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Book Review of Brady Kiesling's "Diplomacy lessons"

it should be required reading for students of international
politics and American foreign policy as well as on the list of any
American concerned about the direction of our national security policies.

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  Friday, 13 October 2006


    Kiesling's Diplomacy Lessons: A Book Review Essay

*By PHK*

Brady Kiesling’s _Diplomacy Lessons: Realism for an Unloved Superpower
_(Potomac, 2006) is a book which, as Harvard University’s veteran
international relations professor Stanley Hoffman wrote in the August
10, 2006 /New York Review of Books/,
<http://www.nybooks.com/articles/19217>should be required reading for
anyone contemplating a career as a U.S. Foreign Service Officer.

I also think it should be required reading for students of international
politics and American foreign policy as well as on the list of any
American concerned about the direction of our national security policies.

Why? Because this readable, 277 page book demonstrates - through myriads
of examples drawn from Kiesling’s own experiences to illustrate his
points - the Byzantine complexities of U.S. foreign policy making, its
too often tortured implementation and the short and long term
repercussions when mistakes are made.

In so doing, _Diplomacy Lessons _demonstrates the dilemmas and
limitations of a career professional service and its talented members
when run over and beaten down by an arrogant administration with no
respect for their expertise – preferring instead to take the ill-founded
“advice” of a coterie of idealistic political ideologues lacking real
world experience and self-serving Iraqi con men. Together they led an
inexperienced and unqualified president down the path to nowhere and
caused - among other things - Kiesling to resign in protest years before
his time.

When I taught international politics several years ago, I described the
U.S. foreign policy making process to incredulous university students
who had no idea how “the sausage was made.” Eyes grew wide. Yet, none of
the international relations texts I had reviewed in preparation for the
class – including the one I used – provided even a hint at what really
happens in Foggy Bottom, at the National Security Council or behind
Embassy walls.

It seems to me, therefore, that those of us who have experienced the
real world of US diplomacy owe such explanations to the American public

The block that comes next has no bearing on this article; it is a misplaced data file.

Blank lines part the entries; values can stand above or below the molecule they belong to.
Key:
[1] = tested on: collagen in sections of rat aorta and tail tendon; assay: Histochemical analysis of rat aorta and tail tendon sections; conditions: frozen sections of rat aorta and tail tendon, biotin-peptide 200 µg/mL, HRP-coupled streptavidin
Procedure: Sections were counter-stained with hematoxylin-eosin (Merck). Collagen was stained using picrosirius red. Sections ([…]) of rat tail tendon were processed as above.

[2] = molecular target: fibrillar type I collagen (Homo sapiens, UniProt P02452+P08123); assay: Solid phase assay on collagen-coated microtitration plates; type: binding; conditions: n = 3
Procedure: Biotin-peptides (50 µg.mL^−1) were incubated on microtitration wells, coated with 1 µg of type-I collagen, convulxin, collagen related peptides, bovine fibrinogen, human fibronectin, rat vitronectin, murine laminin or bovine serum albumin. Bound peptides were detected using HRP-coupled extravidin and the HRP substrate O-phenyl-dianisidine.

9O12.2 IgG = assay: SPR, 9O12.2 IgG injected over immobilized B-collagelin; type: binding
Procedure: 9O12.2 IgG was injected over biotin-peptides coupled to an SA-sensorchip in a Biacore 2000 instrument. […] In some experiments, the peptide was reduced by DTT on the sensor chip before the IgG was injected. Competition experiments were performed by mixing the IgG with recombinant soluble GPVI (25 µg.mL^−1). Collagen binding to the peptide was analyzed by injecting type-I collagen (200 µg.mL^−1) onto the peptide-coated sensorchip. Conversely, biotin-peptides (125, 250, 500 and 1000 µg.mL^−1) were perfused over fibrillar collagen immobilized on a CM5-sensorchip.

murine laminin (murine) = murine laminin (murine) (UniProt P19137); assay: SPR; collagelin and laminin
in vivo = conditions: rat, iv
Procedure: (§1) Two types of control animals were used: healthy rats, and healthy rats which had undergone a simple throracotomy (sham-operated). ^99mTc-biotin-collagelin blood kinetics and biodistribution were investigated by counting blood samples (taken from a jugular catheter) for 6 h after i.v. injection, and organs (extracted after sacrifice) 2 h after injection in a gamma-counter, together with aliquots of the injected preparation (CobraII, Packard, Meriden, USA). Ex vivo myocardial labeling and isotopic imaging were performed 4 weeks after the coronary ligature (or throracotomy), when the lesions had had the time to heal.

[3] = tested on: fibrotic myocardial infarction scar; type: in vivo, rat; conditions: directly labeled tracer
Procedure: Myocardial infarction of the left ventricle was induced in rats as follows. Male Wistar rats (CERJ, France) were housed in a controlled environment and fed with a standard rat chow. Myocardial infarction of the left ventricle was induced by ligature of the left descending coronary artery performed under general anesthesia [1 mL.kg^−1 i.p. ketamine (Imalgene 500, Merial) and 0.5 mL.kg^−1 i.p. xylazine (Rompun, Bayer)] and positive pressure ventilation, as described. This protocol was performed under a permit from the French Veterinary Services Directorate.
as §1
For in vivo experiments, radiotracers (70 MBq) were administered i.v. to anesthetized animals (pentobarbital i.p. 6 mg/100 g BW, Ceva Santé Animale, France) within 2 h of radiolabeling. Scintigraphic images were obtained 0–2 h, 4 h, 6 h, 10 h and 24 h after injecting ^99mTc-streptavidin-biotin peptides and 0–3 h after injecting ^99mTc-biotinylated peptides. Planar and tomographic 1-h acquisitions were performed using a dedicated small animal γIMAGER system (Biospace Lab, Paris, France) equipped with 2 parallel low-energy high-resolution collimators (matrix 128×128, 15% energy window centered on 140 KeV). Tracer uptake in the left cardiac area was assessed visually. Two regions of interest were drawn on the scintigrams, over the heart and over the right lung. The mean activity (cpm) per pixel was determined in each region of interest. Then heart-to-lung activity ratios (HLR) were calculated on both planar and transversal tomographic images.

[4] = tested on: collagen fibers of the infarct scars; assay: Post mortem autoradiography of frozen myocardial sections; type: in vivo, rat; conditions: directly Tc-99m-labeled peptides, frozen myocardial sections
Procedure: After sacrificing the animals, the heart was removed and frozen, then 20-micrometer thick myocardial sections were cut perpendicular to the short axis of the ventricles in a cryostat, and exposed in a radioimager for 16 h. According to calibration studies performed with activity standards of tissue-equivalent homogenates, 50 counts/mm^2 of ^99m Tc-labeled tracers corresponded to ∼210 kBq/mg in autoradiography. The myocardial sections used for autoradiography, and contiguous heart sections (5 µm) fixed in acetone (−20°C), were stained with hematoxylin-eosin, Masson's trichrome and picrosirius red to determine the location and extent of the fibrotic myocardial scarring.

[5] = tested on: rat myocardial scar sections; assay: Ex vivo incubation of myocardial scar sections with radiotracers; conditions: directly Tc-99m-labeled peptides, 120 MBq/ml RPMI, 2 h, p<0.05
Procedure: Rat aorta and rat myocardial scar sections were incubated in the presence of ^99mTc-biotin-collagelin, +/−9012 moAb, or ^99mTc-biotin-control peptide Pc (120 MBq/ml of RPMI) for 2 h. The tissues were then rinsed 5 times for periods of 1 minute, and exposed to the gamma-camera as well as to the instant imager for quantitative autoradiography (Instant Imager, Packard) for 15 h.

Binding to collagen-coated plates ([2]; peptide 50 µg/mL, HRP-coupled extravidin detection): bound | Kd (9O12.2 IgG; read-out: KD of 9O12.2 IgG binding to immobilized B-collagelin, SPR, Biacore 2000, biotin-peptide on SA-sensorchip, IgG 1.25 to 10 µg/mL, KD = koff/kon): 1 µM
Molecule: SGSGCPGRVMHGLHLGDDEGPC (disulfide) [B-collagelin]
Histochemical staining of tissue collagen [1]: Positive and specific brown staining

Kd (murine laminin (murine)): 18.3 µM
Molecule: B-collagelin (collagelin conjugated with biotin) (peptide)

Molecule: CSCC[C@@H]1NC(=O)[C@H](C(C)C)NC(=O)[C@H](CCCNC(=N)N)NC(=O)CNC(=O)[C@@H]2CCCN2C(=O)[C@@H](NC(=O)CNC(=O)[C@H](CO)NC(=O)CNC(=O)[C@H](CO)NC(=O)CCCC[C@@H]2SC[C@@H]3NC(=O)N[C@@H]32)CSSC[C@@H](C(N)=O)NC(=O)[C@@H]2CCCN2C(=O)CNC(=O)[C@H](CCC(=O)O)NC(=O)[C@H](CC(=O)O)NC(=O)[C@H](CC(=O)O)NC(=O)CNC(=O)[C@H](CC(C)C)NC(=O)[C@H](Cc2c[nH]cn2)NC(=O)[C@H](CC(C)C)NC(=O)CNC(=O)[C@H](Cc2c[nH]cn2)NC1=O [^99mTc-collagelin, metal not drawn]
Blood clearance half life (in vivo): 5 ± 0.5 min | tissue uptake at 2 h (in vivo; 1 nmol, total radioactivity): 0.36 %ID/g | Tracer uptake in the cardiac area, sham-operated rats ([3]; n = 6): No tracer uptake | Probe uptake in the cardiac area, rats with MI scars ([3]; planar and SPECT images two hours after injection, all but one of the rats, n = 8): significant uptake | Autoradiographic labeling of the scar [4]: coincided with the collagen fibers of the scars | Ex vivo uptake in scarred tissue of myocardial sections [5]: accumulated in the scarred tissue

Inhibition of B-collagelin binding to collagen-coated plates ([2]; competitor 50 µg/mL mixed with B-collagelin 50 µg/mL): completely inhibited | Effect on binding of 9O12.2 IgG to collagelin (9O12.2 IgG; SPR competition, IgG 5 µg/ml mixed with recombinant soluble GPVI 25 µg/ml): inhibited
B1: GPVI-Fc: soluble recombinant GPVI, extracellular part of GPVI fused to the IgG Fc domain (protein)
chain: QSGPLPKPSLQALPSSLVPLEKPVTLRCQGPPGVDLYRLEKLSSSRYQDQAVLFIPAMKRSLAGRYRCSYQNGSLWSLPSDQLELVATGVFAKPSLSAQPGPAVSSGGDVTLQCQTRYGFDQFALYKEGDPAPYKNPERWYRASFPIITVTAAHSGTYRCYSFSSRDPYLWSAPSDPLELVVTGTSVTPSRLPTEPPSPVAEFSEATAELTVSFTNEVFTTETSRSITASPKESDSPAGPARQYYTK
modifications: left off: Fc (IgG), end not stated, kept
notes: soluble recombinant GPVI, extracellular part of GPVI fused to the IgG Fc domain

if we want our citizens to understand how the U.S. operates overseas and
why it is perceived abroad the way it is. Kiesling’s new book does just
that – and more because he also debunks – but sometimes supports – the
underpinnings of international relations theories through real world
experiences of U.S. diplomats including his own.

Kiesling also characterizes the operation of the State Department and
its relations with other foreign affairs agencies very well indeed. He
tells of a professional service that fails to value the area and
linguistic expertise of its officer corps in favor of Washington
bureaucratic operatives. Exactly so. That’s the reason we have so few
Arabists and Arabic linguists capable of handling this difficult
language and culture at a professional level. State’s assignments and
promotion policies work against both. The “end of history” foreign
affairs agencies downsizing in the 1990s forced a vast majority to
retire prematurely. It takes years to replace their expertise and we’re
paying for it now. This is true for virtually every other difficult to
learn language as well. Ambassador Monteagle Stearns documented the
problem clearly in his landmark book on the U.S. Foreign Service
_Talking to Strangers _in the1990s.

Further, this administration’s empty gestures to change these
ill-founded policies through vastly under-funded, vastly over-publicized
initiatives are a drop in the ocean.

*Democacy-building ain’t easy*

Kiesling’s firsthand recollections of the problems of democracy-building
in post-Soviet Armenia and Romania after Ceaucescu should make anyone
who believes waving a magic wand and holding elections will metamorphose
a dictatorship into a democracy think more than twice. It just doesn’t
work that way and Kiesling tells us why.

*US-Greek Relations: a case study in the long term effects of bad policies*

I also have other reasons for liking Kiesling’s book. Kiesling is a
Greek specialist who spent several years at different times assigned to
the U.S. Embassy in Athens. I too devoted chunks of my own Foreign
Service career to Greece. I know Brady Kiesling and it turns out that we